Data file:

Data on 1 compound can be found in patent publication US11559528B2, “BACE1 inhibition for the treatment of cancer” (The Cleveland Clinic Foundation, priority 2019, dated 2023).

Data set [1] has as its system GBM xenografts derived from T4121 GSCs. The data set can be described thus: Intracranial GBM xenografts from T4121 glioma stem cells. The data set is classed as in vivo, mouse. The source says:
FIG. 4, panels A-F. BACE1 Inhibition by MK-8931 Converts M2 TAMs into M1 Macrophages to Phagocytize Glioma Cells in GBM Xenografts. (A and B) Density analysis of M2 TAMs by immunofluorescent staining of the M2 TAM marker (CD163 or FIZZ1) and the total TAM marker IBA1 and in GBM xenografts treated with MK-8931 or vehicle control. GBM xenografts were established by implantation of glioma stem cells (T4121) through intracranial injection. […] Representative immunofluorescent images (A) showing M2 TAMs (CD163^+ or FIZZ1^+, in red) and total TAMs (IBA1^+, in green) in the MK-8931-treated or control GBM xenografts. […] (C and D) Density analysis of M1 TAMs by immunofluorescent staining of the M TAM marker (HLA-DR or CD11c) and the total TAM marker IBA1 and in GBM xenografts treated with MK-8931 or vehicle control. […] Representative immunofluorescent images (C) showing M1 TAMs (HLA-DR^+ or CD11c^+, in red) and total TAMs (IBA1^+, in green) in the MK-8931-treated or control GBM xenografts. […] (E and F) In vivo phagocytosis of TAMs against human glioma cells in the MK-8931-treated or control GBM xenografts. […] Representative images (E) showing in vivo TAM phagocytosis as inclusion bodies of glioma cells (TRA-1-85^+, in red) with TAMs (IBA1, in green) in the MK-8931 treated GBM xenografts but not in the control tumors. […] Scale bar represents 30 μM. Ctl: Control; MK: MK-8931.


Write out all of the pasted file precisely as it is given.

Data on 1 compound can be found in patent publication US11559528B2, “BACE1 inhibition for the treatment of cancer” (The Cleveland Clinic Foundation, priority 2019, dated 2023).

Data set [1] has as its system GBM xenografts derived from T4121 GSCs. The data set can be described thus: Intracranial GBM xenografts from T4121 glioma stem cells. The data set is classed as in vivo, mouse. The source says:
FIG. 4, panels A-F. BACE1 Inhibition by MK-8931 Converts M2 TAMs into M1 Macrophages to Phagocytize Glioma Cells in GBM Xenografts. (A and B) Density analysis of M2 TAMs by immunofluorescent staining of the M2 TAM marker (CD163 or FIZZ1) and the total TAM marker IBA1 and in GBM xenografts treated with MK-8931 or vehicle control. GBM xenografts were established by implantation of glioma stem cells (T4121) through intracranial injection. […] Representative immunofluorescent images (A) showing M2 TAMs (CD163^+ or FIZZ1^+, in red) and total TAMs (IBA1^+, in green) in the MK-8931-treated or control GBM xenografts. […] (C and D) Density analysis of M1 TAMs by immunofluorescent staining of the M TAM marker (HLA-DR or CD11c) and the total TAM marker IBA1 and in GBM xenografts treated with MK-8931 or vehicle control. […] Representative immunofluorescent images (C) showing M1 TAMs (HLA-DR^+ or CD11c^+, in red) and total TAMs (IBA1^+, in green) in the MK-8931-treated or control GBM xenografts. […] (E and F) In vivo phagocytosis of TAMs against human glioma cells in the MK-8931-treated or control GBM xenografts. […] Representative images (E) showing in vivo TAM phagocytosis as inclusion bodies of glioma cells (TRA-1-85^+, in red) with TAMs (IBA1, in green) in the MK-8931 treated GBM xenografts but not in the control tumors. […] Scale bar represents 30 μM. Ctl: Control; MK: MK-8931.